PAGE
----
Rhizoctonia solani, the fungal pathogen called brown patch, is a foliar disease that does not damage the crown or roots of the grass plant. According to Ohio State University, brown patch is capable of infecting and killing most major cultivated turfgrass species. Mild outbreaks cause unsightly brown patches in the lawn.
According to the University of Florida Extension, brown patch is most likely to strike between November and May, when temperatures are below 80 degrees. The fungus attacks the weakened leaves of the grass. The pathogens become active during the summer heat, says Purdue University, when night temperatures stay above 65 degrees Fahrenheit.
According to Ohio State University, brown patch symptoms will vary greatly among turfgrass species, the mowing height, soil and environmental conditions. In low-cut grass, patches of brown grass will appear anywhere from a few inches to 2 feet. In higher cut turfgrass species, irregular circular patches will appear from 2 to 3 feet, with thinning occurring as well. Leaf lesions also appear gray and lumpy.
Avoid brown patch by using disease-resistant varieties. Although all cool-season turfgrass varieties are susceptible to the disease, some are more resistant than others. Kentucky bluegrass has a higher resistance than many varieties. Ohio State University suggests several moderately resistance ryegrasses, tall fescue varieties and Kentucky bluegrass.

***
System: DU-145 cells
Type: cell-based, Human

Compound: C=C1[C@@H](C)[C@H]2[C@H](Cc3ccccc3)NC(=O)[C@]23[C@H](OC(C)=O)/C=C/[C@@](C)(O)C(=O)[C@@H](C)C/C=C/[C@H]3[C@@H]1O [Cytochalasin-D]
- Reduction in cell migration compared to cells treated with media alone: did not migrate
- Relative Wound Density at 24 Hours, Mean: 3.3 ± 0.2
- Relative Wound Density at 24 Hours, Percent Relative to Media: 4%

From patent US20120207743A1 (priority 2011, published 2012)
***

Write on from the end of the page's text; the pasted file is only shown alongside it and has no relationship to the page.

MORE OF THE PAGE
Excessive use of nitrogen fertilizer encourages the development of brown patch, especially when applied in humid and warm environments. Keeping foliage as dry as possible and avoiding over-watering prevents the spreading of the fungal pathogen. Irrigation is best done in the morning. Core aeration to improve drainage and air circulation lowers infection rates.
According to Purdue University, several selective fungicides are available for the management of brown patch. Strobilurin carrying products are very effective on brown patch. Fungicides are applied according to the direction on the label.